Jordan receives another MVP award
Great performances have been the norm during Michael Jordan's spectacular hoops career.
He has recorded more double-digit games than anyone cares to count, and has repeatedly dazzled with his showmanship and his resolute will to win.
But five magic moments stand out above all.
A promising start:
1984: It was James Worthy's team, but Michael Jordan stamped his class on North Carolina's NCAA win by hitting the jump-shot that beat Patrick Ewing's Georgetown Hoyas.
There were only 15 seconds on the clock when MJ got the ball in a painfully-loud New Orleans Superdome.
But the 19-year-old held his nerve - as he would so many times in the NBA - to drain a 16-footer for a 63-62 victory.
Hand of God:
Bird: In awe of Jordan
1986: Argentine football ace Diego Maradona was not the only superstar to use a helping hand from God in this sporting year.
Jordan got into the act as well during an epic game against Larry Bird's Boston Celtics in which he scored a play-off record 63 points.
Afterwards, the victorious Bird said in awe: "That was God disguised as Michael Jordan."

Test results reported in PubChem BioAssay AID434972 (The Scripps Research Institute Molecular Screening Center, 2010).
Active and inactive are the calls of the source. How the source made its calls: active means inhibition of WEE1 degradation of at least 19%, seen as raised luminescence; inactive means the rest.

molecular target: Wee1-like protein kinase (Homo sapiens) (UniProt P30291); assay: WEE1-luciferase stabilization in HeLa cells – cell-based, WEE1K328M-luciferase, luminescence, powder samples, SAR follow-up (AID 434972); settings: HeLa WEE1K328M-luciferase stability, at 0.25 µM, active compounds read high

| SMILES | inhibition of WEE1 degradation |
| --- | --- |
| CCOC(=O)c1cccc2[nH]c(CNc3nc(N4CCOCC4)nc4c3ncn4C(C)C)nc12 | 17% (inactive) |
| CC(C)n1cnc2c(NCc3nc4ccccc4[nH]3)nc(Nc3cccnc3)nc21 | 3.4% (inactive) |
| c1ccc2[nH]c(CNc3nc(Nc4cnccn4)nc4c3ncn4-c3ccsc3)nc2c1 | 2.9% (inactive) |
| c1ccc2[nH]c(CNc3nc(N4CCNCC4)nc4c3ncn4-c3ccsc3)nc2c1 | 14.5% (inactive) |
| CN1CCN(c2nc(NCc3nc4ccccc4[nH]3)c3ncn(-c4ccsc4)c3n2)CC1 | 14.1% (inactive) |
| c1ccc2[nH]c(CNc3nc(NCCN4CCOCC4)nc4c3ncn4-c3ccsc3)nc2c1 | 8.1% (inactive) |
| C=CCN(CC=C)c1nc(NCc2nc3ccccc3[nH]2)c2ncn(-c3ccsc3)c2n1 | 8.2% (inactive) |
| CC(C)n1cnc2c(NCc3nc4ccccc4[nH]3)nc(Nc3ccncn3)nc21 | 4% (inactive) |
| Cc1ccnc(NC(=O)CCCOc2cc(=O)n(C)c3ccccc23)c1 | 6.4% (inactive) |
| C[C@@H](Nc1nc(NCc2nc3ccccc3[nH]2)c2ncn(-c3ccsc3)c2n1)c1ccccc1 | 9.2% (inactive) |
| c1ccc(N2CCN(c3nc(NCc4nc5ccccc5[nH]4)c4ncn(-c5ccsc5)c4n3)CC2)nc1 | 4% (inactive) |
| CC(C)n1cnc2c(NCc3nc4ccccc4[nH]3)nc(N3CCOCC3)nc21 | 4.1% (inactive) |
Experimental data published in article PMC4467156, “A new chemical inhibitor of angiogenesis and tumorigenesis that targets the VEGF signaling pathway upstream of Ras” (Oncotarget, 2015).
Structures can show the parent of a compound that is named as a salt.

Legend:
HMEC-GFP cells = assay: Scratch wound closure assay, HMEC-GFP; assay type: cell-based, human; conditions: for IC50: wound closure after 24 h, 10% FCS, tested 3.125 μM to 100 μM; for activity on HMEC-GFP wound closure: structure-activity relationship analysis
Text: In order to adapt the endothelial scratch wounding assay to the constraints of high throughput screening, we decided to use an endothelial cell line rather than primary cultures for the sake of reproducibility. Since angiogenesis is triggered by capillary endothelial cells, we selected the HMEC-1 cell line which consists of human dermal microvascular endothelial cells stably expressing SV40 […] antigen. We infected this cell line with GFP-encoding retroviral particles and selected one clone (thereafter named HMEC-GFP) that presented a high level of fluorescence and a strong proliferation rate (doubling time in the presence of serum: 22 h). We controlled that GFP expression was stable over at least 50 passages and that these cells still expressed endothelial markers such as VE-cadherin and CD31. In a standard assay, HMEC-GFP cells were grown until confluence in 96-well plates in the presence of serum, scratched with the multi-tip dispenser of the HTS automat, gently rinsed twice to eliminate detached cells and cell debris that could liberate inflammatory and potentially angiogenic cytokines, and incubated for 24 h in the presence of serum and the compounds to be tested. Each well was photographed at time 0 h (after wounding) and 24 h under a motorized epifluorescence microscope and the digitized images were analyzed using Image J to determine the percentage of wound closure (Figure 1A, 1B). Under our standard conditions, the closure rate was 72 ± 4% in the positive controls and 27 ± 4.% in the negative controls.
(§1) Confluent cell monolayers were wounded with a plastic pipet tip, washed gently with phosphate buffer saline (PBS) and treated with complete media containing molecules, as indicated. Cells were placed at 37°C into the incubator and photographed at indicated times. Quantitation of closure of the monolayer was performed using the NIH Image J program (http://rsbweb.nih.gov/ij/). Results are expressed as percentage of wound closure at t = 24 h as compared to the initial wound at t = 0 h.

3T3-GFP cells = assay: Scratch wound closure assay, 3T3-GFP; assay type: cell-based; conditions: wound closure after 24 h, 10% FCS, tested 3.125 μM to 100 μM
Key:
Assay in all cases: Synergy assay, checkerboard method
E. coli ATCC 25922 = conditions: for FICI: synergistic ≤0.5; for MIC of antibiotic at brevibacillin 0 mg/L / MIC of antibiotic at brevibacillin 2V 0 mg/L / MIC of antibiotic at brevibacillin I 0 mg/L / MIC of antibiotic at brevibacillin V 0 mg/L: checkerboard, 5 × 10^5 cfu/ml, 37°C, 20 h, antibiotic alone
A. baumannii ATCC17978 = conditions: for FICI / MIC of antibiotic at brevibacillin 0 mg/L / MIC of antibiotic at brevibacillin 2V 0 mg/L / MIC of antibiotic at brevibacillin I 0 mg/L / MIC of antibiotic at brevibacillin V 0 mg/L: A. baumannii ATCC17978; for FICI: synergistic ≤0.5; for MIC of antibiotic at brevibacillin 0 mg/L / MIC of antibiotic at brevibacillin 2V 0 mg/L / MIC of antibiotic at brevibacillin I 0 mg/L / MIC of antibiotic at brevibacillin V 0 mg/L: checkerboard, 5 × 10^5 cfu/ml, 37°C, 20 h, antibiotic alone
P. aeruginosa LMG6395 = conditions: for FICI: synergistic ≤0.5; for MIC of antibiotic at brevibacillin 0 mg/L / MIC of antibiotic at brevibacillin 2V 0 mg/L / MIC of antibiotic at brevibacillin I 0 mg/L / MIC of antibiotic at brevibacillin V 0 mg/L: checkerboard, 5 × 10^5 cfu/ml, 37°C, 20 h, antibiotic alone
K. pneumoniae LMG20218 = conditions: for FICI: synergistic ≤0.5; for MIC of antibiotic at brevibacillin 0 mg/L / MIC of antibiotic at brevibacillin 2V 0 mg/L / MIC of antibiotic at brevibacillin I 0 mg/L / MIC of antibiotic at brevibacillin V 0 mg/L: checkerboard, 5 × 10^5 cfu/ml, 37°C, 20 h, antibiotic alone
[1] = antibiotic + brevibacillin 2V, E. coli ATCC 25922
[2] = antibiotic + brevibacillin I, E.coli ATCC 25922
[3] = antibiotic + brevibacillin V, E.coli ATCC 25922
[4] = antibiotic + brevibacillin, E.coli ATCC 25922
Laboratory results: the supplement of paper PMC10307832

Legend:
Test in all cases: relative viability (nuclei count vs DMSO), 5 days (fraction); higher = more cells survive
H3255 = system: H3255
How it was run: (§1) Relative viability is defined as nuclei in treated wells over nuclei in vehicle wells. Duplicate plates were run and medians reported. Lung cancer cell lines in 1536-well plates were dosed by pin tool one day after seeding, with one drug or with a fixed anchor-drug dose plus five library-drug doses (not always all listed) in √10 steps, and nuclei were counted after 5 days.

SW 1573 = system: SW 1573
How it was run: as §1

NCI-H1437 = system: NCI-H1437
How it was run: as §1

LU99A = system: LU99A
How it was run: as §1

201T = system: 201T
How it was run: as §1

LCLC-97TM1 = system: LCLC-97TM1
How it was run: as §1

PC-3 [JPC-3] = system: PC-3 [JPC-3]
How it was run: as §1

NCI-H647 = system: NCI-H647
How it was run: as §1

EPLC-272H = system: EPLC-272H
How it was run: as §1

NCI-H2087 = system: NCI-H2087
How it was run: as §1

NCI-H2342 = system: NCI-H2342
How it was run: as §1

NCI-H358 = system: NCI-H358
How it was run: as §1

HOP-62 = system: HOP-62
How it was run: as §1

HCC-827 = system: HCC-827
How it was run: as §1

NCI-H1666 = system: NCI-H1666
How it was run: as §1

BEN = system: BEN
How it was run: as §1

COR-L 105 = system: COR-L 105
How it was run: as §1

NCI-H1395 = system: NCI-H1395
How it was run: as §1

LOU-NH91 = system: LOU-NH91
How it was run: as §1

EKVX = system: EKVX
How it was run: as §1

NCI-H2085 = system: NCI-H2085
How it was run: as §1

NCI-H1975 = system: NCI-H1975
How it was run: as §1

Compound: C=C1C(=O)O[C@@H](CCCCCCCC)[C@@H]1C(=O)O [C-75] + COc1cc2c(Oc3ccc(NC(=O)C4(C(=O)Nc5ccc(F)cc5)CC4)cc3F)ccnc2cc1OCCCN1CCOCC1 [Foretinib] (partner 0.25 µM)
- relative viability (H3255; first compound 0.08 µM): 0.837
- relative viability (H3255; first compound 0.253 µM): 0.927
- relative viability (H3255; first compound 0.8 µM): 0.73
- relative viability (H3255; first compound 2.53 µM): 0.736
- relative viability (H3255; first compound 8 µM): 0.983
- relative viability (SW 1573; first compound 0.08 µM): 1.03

Leap of faith:
1988: Chicago had yet to win an NBA title when the All-Star game rolled into town.
But what Jordan served at the Chicago Stadium during that year's slam-dunk contest must have gone a long way towards persuading Bulls fans that fortunes were about to change.
Locked in a breathtaking duel with Dominique Wikins, Jordan needed 49 points out of 50 on his last jam to win the title.
What he did next defied gravity. Taking off from the free-throw line, he "double clutched" in midair before slamming the ball home for a perfect score.
In sickness and in health:
1997: Jordan was not well during game five of the NBA Finals against the Utah Jazz.
But the great warrior soldiered on scoring 15 of his 38 points in the last quarter to earn Chicago a psychologically-decisive win.
Barely able to stand by the end due to crippling stomach cramps, he needed a helping hand from Scottie Pippen to get off court.
The fitting finale:
Jordan: Eyes of a basketball assassin
1998: If it had ended up being his last shot in competitive basketball, there would have been no more apt ending.
It was game six of the NBA Finals (against Utah again) and Jordan arched his back and fired off a game-winning shot with seconds remaining.
Fans had seen it all before - that poise, the confidence and the graceful action - but this shot was special because it won Jordan his sixth - and most likely final - championship.